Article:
16 David looked up and saw the angel of the Lord standing between heaven and earth with his sword drawn, reaching out over Jerusalem. So David and the leaders of Israel put on burlap to show their deep distress and fell face down on the ground. 17 And David said to God, “I am the one who called for the census! I am the one who has sinned and done wrong! But these people are as innocent as sheep—what have they done? O Lord my God, let your anger fall against me and my family, but do not destroy your people.”

David Builds an Altar

18 Then the angel of the Lord told Gad to instruct David to go up and build an altar to the Lord on the threshing floor of Araunah the Jebusite. 19 So David went up to do what the Lord had commanded him through Gad. 20 Araunah, who was busy threshing wheat at the time, turned and saw the angel there. His four sons, who were with him, ran away and hid. 21 When Araunah saw David approaching, he left his threshing floor and bowed before David with his face to the ground.

22 David said to Araunah, “Let me buy this threshing floor from you at its full price. Then I will build an altar to the Lord there, so that he will stop the plague.”

23 “Take it, my lord the king, and use it as you wish,” Araunah said to David. “I will give the oxen for the burnt offerings, and the threshing boards for wood to build a fire on the altar, and the wheat for the grain offering. I will give it all to you.”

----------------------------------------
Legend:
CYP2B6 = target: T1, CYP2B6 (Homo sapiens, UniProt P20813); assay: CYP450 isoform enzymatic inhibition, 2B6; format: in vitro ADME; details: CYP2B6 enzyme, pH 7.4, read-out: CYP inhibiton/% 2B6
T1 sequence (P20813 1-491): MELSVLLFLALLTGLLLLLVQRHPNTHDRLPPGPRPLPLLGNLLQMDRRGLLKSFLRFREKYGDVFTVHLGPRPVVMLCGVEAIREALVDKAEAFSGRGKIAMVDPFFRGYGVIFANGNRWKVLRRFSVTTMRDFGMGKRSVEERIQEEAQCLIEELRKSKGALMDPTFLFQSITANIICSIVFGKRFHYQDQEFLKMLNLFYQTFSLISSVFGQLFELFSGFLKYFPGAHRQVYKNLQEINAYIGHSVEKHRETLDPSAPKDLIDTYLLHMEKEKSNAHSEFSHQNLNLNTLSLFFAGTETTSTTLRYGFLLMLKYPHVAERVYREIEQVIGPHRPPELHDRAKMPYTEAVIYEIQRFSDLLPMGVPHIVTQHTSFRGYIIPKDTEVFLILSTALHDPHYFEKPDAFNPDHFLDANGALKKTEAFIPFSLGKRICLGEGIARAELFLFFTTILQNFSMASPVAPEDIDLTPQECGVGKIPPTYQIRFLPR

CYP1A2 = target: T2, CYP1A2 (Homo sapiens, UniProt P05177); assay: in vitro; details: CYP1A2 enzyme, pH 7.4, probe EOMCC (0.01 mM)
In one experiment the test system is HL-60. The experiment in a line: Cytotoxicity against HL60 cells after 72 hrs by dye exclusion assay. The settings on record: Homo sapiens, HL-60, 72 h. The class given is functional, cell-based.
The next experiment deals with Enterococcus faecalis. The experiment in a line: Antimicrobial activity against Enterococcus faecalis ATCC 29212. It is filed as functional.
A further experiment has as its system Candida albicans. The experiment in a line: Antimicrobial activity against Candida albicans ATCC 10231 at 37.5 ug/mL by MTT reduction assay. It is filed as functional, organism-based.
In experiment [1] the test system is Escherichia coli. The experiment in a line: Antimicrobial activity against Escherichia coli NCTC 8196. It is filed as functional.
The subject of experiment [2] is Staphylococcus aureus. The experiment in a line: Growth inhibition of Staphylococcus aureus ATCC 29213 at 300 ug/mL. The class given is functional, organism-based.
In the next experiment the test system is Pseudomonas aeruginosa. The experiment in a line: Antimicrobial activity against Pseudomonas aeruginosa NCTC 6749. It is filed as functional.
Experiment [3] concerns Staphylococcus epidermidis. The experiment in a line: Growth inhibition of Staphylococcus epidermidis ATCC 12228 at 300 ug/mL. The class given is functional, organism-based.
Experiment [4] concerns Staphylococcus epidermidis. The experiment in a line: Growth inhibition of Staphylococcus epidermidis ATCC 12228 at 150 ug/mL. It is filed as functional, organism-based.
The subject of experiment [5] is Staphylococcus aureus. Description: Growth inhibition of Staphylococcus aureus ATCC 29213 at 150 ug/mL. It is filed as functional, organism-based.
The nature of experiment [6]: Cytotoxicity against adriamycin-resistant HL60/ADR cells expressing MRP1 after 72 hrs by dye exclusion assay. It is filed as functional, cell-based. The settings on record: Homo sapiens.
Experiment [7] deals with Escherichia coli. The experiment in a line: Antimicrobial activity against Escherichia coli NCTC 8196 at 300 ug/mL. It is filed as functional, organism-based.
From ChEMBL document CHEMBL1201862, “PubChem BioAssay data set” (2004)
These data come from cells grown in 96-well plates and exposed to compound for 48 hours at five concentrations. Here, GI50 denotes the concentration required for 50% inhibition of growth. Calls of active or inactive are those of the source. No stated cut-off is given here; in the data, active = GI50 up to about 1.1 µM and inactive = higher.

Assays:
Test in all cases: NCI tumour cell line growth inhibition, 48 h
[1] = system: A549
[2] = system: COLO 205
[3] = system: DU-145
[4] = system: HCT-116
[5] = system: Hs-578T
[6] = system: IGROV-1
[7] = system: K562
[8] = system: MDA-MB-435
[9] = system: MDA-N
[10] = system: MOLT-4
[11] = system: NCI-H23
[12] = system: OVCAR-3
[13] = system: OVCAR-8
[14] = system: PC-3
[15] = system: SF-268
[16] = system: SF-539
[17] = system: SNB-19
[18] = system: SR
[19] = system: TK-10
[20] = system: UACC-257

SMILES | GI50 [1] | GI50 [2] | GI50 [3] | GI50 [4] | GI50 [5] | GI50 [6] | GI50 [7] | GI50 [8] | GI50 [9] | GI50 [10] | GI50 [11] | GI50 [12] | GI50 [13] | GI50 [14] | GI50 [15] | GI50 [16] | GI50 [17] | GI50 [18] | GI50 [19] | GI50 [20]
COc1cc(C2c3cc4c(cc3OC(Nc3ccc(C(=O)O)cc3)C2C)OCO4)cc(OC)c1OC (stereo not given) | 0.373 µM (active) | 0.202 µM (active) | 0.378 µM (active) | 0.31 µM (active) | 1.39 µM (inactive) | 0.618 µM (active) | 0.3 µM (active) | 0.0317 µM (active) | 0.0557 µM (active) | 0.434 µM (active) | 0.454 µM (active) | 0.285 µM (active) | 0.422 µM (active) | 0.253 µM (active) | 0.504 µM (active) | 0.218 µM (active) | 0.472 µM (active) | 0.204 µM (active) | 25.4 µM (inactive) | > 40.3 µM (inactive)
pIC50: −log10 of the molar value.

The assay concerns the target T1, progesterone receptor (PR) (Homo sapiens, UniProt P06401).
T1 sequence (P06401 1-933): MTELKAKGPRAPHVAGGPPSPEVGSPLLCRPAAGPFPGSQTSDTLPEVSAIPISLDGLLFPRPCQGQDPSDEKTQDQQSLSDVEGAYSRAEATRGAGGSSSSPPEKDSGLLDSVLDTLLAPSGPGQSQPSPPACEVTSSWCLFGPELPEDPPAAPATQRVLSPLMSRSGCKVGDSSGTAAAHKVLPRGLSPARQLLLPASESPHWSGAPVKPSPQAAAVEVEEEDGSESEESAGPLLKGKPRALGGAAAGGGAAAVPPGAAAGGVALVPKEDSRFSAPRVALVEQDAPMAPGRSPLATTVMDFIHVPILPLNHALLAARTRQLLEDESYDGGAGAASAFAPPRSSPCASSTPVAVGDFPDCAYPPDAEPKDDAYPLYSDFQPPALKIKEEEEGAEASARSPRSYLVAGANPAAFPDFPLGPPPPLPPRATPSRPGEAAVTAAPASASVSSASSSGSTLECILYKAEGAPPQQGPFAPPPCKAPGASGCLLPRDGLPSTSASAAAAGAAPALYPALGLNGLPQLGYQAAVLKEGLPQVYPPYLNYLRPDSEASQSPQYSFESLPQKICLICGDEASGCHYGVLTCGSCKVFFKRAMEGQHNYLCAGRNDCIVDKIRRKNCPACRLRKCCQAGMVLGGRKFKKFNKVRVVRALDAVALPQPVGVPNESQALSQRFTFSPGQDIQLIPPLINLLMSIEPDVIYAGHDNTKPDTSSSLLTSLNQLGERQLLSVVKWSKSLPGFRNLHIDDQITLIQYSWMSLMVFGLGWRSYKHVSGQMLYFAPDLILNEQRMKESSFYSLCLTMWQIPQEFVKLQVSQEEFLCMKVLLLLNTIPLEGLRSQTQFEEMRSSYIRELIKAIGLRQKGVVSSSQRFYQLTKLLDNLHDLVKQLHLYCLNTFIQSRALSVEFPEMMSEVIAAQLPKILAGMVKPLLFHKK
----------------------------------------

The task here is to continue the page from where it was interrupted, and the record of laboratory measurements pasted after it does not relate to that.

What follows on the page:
24 But King David replied to Araunah, “No, I insist on buying it for the full price. I will not take what is yours and give it to the Lord. I will not present burnt offerings that have cost me nothing!” 25 So David gave Araunah 600 pieces of gold[b] in payment for the threshing floor.

26 David built an altar there to the Lord and sacrificed burnt offerings and peace offerings. And when David prayed, the Lord answered him by sending fire from heaven to burn up the offering on the altar. 27 Then the Lord spoke to the angel, who put the sword back into its sheath.

28 When David saw that the Lord had answered his prayer, he offered sacrifices there at Araunah’s threshing floor. 29 At that time the Tabernacle of the Lord and the altar of burnt offering that Moses had made in the wilderness were located at the place of worship in Gibeon. 30 But David was not able to go there to inquire of God, because he was terrified by the drawn sword of the angel of the Lord.